Other studies have shown CLAs to help reduce body fat, clogged arteries and delay the onset of diabetes.

Dr. Samadi reiterated the benefits of CLA by stating, “Grass-fed beef has tons of natural vitamins and minerals. It is also an excellent source of CLA which is a fat that reduces the risk of diabetes, obesity, cancer, and a number of immune disorders.”

• Higher levels of vitamin E – Vitamin E is best known for its antioxidant abilities but it is also linked with a lower risk of heart disease and cancer. Grass-fed beef has four times higher amounts of vitamin E than conventionally raised beef.

• Higher levels of beta-carotene and C – Both beta-carotene and vitamin C are antioxidants doing their job of defending and protecting cells against oxidative damage. Grass-fed meats have higher amounts of these antioxidants – animals allowed to graze on grass instead of grain boost these nutrients.

Other attractive qualities of grass-fed meats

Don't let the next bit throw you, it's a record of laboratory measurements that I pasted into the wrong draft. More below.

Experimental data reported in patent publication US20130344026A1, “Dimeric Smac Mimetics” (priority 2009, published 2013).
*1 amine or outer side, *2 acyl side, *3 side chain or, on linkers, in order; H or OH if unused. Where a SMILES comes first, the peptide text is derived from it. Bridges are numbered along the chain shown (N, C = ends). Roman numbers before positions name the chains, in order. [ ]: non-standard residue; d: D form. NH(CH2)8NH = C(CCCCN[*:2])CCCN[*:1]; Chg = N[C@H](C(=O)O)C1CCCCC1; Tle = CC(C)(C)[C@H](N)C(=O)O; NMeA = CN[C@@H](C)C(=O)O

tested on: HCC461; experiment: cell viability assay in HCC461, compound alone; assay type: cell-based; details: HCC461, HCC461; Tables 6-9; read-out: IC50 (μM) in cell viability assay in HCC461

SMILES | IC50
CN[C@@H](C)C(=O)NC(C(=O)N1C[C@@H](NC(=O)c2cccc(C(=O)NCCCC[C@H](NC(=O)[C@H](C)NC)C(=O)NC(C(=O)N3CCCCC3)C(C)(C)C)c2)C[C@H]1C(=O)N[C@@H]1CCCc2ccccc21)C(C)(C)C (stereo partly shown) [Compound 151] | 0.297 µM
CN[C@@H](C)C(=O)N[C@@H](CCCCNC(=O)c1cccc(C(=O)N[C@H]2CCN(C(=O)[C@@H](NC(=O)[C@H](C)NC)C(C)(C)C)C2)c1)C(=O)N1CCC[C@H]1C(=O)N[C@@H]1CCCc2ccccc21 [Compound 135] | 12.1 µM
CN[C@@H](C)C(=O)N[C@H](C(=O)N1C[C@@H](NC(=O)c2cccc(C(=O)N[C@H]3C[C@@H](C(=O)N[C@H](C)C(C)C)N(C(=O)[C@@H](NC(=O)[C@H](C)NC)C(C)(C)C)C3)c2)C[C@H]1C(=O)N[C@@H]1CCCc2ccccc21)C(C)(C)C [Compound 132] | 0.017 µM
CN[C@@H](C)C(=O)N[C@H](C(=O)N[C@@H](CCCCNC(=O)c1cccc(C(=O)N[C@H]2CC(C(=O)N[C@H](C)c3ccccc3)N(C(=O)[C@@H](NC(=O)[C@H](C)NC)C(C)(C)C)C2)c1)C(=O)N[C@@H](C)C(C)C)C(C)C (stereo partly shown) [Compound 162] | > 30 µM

For many consumers, their decision to choose grass-fed meats over conventional meats is not only about the increased nutritional benefits. Here are other attributes attracting consumers to animals being raised grass-fed:

• Animals raised on grass and living in a more normal environment experience less stress. They have more room to roam and tend to live longer than conventionally raised animals.

• Grass-fed meats tend to be sold more locally to consumers and restaurants using local foods. This supports the local economy keeping farmers in the region and reduces the miles the food travels.

• This way of raising animals tends to promote more environmental diversity and land sustainability while protecting natural resources.

• Many consumers prefer the taste of grass-fed meats over conventional meats.

Disadvantages of grass-fed meats